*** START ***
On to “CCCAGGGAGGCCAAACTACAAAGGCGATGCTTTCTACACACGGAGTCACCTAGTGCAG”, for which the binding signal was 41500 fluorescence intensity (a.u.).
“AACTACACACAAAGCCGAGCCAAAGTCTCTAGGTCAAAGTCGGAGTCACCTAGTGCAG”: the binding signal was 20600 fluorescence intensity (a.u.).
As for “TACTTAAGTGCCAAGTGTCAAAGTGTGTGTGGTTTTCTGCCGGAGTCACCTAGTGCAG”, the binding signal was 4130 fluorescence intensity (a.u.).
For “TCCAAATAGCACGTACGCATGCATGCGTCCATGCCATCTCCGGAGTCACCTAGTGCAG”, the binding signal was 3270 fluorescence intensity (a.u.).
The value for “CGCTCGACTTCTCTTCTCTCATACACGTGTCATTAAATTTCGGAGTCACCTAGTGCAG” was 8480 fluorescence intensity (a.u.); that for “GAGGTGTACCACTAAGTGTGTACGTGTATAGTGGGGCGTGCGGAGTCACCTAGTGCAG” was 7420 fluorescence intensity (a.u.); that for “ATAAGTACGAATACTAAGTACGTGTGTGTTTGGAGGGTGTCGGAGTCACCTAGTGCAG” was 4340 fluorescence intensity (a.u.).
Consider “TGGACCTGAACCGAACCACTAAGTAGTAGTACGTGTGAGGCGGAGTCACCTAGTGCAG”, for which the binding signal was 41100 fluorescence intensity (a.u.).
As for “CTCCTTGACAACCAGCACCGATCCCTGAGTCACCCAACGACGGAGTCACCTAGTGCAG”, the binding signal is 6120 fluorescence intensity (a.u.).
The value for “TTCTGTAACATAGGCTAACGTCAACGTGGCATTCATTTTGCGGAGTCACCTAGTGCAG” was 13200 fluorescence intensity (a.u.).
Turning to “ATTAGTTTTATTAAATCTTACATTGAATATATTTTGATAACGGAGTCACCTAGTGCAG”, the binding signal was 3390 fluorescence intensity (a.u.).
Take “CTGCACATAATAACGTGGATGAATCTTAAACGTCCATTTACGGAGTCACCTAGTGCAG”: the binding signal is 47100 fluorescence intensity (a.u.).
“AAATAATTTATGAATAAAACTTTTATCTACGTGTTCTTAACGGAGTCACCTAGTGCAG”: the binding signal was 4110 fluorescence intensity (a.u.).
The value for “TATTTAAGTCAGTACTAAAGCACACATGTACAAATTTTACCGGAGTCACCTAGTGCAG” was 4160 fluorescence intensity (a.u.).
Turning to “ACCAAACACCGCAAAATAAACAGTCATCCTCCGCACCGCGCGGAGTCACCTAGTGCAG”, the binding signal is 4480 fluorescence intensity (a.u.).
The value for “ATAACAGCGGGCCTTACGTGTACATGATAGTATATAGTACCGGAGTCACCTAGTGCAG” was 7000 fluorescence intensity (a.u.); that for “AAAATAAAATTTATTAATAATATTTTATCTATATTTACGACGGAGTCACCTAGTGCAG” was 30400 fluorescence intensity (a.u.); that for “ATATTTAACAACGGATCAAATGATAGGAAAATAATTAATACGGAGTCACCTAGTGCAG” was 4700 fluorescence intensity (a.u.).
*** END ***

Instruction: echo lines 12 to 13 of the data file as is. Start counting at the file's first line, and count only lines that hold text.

The value for “TATTTAAGTCAGTACTAAAGCACACATGTACAAATTTTACCGGAGTCACCTAGTGCAG” was 4160 fluorescence intensity (a.u.).
Turning to “ACCAAACACCGCAAAATAAACAGTCATCCTCCGCACCGCGCGGAGTCACCTAGTGCAG”, the binding signal is 4480 fluorescence intensity (a.u.).